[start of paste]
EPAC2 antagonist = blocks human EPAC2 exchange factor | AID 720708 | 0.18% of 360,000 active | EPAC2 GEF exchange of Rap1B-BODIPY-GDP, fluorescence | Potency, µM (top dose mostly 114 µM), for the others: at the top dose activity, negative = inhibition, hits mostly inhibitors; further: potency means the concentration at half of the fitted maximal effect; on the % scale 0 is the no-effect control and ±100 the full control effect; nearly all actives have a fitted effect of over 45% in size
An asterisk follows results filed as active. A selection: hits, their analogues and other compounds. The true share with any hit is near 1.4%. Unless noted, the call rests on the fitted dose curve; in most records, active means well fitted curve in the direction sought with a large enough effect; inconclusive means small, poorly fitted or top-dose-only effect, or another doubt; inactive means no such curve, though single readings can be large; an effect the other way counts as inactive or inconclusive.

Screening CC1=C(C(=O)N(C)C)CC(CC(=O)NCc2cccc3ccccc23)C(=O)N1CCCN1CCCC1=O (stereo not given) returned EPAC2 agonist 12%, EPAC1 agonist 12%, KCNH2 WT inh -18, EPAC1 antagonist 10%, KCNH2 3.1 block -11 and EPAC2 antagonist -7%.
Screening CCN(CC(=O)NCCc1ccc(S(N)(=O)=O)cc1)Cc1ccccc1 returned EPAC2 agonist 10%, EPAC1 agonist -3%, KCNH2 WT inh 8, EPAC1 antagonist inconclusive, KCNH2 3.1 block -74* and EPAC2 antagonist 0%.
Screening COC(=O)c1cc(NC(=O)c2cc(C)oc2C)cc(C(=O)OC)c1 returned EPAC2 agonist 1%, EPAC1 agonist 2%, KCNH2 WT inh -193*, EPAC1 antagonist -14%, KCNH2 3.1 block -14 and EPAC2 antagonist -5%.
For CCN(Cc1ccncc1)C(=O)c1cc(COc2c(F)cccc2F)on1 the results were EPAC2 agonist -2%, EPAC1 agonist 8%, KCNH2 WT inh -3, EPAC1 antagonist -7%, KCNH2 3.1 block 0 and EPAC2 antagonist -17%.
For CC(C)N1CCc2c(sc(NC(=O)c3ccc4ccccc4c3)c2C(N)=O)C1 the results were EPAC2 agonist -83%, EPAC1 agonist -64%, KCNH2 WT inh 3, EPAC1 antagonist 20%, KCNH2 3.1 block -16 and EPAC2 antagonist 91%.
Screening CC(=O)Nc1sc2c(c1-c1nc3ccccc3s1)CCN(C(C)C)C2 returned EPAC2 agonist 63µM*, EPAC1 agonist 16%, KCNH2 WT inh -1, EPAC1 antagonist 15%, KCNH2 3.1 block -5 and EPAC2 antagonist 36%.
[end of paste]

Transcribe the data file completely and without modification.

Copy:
EPAC2 antagonist = blocks human EPAC2 exchange factor | AID 720708 | 0.18% of 360,000 active | EPAC2 GEF exchange of Rap1B-BODIPY-GDP, fluorescence | Potency, µM (top dose mostly 114 µM), for the others: at the top dose activity, negative = inhibition, hits mostly inhibitors; further: potency means the concentration at half of the fitted maximal effect; on the % scale 0 is the no-effect control and ±100 the full control effect; nearly all actives have a fitted effect of over 45% in size
An asterisk follows results filed as active. A selection: hits, their analogues and other compounds. The true share with any hit is near 1.4%. Unless noted, the call rests on the fitted dose curve; in most records, active means well fitted curve in the direction sought with a large enough effect; inconclusive means small, poorly fitted or top-dose-only effect, or another doubt; inactive means no such curve, though single readings can be large; an effect the other way counts as inactive or inconclusive.

Screening CC1=C(C(=O)N(C)C)CC(CC(=O)NCc2cccc3ccccc23)C(=O)N1CCCN1CCCC1=O (stereo not given) returned EPAC2 agonist 12%, EPAC1 agonist 12%, KCNH2 WT inh -18, EPAC1 antagonist 10%, KCNH2 3.1 block -11 and EPAC2 antagonist -7%.
Screening CCN(CC(=O)NCCc1ccc(S(N)(=O)=O)cc1)Cc1ccccc1 returned EPAC2 agonist 10%, EPAC1 agonist -3%, KCNH2 WT inh 8, EPAC1 antagonist inconclusive, KCNH2 3.1 block -74* and EPAC2 antagonist 0%.
Screening COC(=O)c1cc(NC(=O)c2cc(C)oc2C)cc(C(=O)OC)c1 returned EPAC2 agonist 1%, EPAC1 agonist 2%, KCNH2 WT inh -193*, EPAC1 antagonist -14%, KCNH2 3.1 block -14 and EPAC2 antagonist -5%.
For CCN(Cc1ccncc1)C(=O)c1cc(COc2c(F)cccc2F)on1 the results were EPAC2 agonist -2%, EPAC1 agonist 8%, KCNH2 WT inh -3, EPAC1 antagonist -7%, KCNH2 3.1 block 0 and EPAC2 antagonist -17%.
For CC(C)N1CCc2c(sc(NC(=O)c3ccc4ccccc4c3)c2C(N)=O)C1 the results were EPAC2 agonist -83%, EPAC1 agonist -64%, KCNH2 WT inh 3, EPAC1 antagonist 20%, KCNH2 3.1 block -16 and EPAC2 antagonist 91%.
Screening CC(=O)Nc1sc2c(c1-c1nc3ccccc3s1)CCN(C(C)C)C2 returned EPAC2 agonist 63µM*, EPAC1 agonist 16%, KCNH2 WT inh -1, EPAC1 antagonist 15%, KCNH2 3.1 block -5 and EPAC2 antagonist 36%.